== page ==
This is a topic under protein.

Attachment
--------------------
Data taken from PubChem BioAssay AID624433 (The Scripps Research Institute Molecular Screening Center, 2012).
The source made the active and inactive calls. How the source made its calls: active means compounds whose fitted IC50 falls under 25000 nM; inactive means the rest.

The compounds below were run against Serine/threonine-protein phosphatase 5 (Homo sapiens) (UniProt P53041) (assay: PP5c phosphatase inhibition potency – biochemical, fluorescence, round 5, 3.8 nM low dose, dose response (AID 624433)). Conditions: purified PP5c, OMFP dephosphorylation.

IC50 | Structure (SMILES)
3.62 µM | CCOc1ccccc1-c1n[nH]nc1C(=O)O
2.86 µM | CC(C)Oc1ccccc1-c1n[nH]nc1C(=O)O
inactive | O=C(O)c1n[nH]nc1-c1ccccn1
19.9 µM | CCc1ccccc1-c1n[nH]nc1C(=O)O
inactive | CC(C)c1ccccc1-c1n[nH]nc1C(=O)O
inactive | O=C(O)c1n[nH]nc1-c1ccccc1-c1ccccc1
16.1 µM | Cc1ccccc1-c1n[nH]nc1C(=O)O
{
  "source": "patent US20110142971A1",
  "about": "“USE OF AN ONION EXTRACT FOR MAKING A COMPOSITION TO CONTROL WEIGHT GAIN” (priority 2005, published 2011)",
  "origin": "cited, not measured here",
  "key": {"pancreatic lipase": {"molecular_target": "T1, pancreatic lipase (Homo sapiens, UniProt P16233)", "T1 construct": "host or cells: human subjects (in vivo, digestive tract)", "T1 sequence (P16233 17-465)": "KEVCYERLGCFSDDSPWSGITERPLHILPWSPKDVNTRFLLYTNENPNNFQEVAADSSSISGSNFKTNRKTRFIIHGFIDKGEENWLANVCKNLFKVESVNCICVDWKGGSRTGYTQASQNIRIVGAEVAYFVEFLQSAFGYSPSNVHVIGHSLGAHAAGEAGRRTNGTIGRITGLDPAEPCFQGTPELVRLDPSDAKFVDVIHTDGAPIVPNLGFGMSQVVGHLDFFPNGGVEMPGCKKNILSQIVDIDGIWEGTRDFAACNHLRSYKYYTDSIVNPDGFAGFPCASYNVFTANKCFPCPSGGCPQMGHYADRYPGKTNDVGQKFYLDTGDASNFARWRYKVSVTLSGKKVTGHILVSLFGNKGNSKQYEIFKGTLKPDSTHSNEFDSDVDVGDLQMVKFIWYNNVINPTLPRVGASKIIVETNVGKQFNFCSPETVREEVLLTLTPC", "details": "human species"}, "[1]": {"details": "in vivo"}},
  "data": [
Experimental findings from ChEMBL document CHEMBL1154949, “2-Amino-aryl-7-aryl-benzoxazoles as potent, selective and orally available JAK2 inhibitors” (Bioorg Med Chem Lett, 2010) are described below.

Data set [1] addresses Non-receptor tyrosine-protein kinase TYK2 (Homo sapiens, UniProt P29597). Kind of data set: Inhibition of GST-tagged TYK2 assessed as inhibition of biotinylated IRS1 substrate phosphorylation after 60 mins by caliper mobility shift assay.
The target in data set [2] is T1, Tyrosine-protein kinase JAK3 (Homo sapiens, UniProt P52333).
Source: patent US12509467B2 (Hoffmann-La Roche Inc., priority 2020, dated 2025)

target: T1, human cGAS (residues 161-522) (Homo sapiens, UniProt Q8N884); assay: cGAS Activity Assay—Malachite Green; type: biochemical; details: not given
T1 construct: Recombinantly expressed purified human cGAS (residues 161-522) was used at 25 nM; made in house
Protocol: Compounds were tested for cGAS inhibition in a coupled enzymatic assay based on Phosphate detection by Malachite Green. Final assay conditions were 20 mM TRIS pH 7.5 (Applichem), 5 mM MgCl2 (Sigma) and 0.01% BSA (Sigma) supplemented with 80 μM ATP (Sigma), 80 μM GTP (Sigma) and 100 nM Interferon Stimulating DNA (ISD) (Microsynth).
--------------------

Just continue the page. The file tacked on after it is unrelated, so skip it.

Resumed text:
Protein folding is the physical process by which a protein chain acquires its native three-dimensional structure, a conformation that is usually biologically functional, in an expeditious and reproducible manner. It is the physical process by which a polypeptide folds into its characteristic and functional three-dimensional structure from a random coil. Each protein exists as an unfolded polypeptide or random coil when translated from a sequence of mRNA to a linear chain of amino acids. This polypeptide lacks any stable (long-lasting) three-dimensional structure. As the polypeptide chain is being synthesized by a ribosome, the linear chain begins to fold into its three-dimensional structure. Folding begins to occur even during translation of the polypeptide chain. Amino acids interact with each other to produce a well-defined three-dimensional structure, the folded protein, known as the native state. The resulting three-dimensional structure is determined by the amino acid sequence or primary structure.